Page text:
Preparations for St. Nicholas Day begin in November in Switzerland. Candy shop windows turn into magic fairylands, with an array of delicacies to delight the fantasy and taste of any child.
Marzipan is a favorite ingredient, shaped into Santas, pigs, potatoes, colorful fruits, and elves with beady eyes and pointed caps.
Hundreds of heart-shaped cookies are tied with crimson bows, and mellow milk chocolate is shaped into walnuts, balls, Swiss francs, and more Santas.
Then, just before St. Nicholas Day, bakers in the German part of Switzerland are up to their elbows in troughs of dough, kneading and shaping hundreds and hundreds of little bread men called Grattimannenm , in the Basel area, or Grittibanzenm in the Bern area.
From bakery windows, rows and rows of identical funny little fellows beckon you with bright raisin eyes, jaunty caps, and fancy vests made of bread dough.
Sometimes they sport pipes and carry a switch under one arm. Tall Grattimannenm , two or three feet high, are given as gifts to children.
For dessert there are, without fail, mandarin oranges or tangerines and peanuts in the shell. The peanuts are a very traditional part of the celebration.
How did jaunty little bread men become a part of this day of gift giving? Baselers tell me the Swiss word grattim comes from the High German gratsch beinigm , which means stick men, for Grattimannenm do in fact resemble stick figures.
But most of their origin remains a mystery, the Swiss say. There is a definite connection to St. Nicholas, and it is thought the Grattimannen were made to represent his helper, Schmutzlim , and the German Knecht Ruprecht, servant of their St. Nick.
Schmutzli is probably a carryover from pagan times, possibly originating from the personification of a sun god, worshiped during the time of the winter solstice. Because of this pagan origin, Schmutzlim was given second place to the Christian St. Nicholas.
Bread baked in this shape has also been traced to Germany and Upper Austria, but only in the last century.
Whatever their origin, Grattimannenm or Grittibanzenm make a whimsical treat when baked for a St. Nicholas Day breakfast or lunch. Don't forget the tangerines and peanuts! Grattimannen 3/4 cup milk 1/3 cup butter 1/3 cup sugar 1 teaspoon salt 1 package active dry yeast 1/4 cup lukewarm water 1 teaspoon sugar 1 egg 4 to 4 1/2 cups flour Raisins
In a saucepan combine milk and butter over medium heat until very warm. Stir in sugar and salt. Cool to lukewarm. Sprinkle yeast over water and sugar.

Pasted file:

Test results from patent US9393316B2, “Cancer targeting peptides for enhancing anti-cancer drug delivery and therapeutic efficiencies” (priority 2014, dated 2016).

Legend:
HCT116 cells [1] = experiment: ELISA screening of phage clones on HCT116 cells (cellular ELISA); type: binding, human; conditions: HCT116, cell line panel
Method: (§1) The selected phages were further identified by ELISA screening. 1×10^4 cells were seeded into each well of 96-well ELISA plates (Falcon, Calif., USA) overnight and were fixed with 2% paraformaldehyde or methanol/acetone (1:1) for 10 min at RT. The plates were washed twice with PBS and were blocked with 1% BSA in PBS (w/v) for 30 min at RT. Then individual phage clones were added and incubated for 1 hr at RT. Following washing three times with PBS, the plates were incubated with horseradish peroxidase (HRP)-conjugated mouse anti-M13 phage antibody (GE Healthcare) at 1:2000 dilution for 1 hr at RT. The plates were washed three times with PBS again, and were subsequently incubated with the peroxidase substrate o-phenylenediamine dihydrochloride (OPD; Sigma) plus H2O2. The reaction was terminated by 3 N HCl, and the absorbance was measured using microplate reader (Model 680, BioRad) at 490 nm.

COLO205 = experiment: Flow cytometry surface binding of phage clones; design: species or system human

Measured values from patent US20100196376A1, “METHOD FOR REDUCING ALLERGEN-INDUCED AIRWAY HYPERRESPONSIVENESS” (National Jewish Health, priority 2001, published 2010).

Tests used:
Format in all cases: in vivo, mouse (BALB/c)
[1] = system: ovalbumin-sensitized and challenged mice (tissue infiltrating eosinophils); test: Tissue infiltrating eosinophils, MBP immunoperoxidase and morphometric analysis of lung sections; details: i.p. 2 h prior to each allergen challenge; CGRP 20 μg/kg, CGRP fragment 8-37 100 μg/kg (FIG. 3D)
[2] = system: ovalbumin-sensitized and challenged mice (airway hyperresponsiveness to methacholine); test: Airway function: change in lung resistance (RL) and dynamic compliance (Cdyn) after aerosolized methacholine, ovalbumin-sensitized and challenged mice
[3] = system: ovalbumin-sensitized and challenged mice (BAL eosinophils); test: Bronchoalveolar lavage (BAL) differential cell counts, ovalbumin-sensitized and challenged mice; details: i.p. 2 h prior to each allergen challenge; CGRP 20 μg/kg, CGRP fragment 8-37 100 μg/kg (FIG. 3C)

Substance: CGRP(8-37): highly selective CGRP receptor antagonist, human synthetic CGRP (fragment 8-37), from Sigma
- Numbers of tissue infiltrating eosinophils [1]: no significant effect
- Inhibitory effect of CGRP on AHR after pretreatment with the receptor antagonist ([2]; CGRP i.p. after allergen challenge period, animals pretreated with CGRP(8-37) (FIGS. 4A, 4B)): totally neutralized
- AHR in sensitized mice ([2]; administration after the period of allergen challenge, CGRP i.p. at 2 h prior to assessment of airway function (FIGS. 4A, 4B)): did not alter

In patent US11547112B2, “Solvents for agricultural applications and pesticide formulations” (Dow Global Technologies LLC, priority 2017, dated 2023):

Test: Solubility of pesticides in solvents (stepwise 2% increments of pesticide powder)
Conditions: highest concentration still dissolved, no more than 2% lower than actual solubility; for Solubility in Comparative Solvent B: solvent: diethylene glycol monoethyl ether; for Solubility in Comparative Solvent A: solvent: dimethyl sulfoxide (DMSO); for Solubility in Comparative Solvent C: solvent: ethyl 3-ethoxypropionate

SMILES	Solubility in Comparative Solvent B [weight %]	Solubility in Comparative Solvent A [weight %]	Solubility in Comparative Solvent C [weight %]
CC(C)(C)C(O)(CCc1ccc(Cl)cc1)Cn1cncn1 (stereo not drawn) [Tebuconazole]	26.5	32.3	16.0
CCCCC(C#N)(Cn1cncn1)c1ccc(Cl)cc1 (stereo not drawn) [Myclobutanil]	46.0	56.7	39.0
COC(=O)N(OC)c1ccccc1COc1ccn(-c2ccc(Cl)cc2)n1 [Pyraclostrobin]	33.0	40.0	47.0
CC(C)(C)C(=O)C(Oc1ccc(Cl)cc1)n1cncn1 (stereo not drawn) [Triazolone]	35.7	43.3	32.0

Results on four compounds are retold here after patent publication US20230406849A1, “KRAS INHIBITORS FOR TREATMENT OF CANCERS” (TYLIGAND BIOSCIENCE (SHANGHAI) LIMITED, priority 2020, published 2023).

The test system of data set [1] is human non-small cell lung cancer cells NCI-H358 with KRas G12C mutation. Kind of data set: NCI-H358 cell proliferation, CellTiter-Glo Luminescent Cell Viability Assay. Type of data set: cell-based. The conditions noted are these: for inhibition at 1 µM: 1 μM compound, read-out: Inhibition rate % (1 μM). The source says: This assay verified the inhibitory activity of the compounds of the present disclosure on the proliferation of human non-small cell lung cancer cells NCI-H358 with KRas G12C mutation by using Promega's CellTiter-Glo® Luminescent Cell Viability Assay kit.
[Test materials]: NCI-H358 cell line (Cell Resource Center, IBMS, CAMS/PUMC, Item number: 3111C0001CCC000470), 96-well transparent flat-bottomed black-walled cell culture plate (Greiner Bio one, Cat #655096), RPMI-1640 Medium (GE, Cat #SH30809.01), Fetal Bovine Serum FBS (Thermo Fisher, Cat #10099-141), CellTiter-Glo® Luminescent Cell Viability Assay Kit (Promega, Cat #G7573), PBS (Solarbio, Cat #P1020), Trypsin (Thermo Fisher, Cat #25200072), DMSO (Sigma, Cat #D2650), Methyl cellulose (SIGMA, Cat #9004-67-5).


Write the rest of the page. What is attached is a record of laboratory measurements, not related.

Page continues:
Beat egg in mixer bowl. Add milk/butter and yeast mixtures. Gradually add 2 cups sifted flour and beat 5 minutes with electric mixer. Gradually add 2 cups flour.
Turn out onto lightly floured board and knead until smooth and elastic, 8 to 10 minutes. Dough should not stick to the board. Place in greased bowl, turning to grease top of dough. Cover with plastic wrap and set in warm place until doubled in bulk. Punch dough down. Small Grattimannen
Divide dough into 6 equal parts. Roll each piece into a smooth 8-inch-oblong body. With the side of your hand, ''cut'' a head for each Grattimann, leaving it slightly attached to the body. Place Grattimannen well apart on large greased baking sheet. Flatten bodies slightly.
With a sharp knife or shears, cut arms and legs. Spread legs well apart. Spread arms into different jaunty waving positions. With shears, snip a nose and mouth at the bottom of each face.
Cover with kitchen towel and let stand in warm place to rise, about 15 minutes. Brush each man with 1 egg slightly beaten with 1 teaspoon water. Press in raisins for eyes and buttons. Let rise until doubled in size.
Bake at 350 degrees F. for 15 to 17 minutes. Watch color closely. Cool on racks. Cover with towel to retain soft crust while cooling. Large Grattimannen
Follow mixing instructions. Cut a piece of dough about 1 pound in weight, or a little less than 2/3 of the dough. Roll into an oblong body shape 18 to 20 inches long. With side of hand, ''cut'' head and flatten. Place on greased baking sheet. Flatten body of man. Cut legs and arms and spread apart. Continue flattening body and legs.
Form shoes. With small pieces of dough, fashion a stocking cap. Add a little extra flour to remaining dough. Roll out very thin strips of dough (adding a little extra flour) and trim the clothing of the Grattimann similar to the decorated clothing in illustration.
With kitchen shears, snip decorative effects into pants and sleeves. Cover with kitchen towel and set in warm place. Let rise until doubled in size. Brush with 1 egg beaten with 1 teaspoon water. Sprinkle with Hagelzucker, or pearl sugar.
Bake at 350 degrees F. for 30 minutes or until golden brown. Cover with foil if necessary to prevent burning. Cool on rack. Cover with terrycloth towel while cooling to preserve softness.
Serve warm, with sweet butter, Gruyere cheese, hot chocolate, tangerines, and peanuts in shell for a traditional Swiss treat.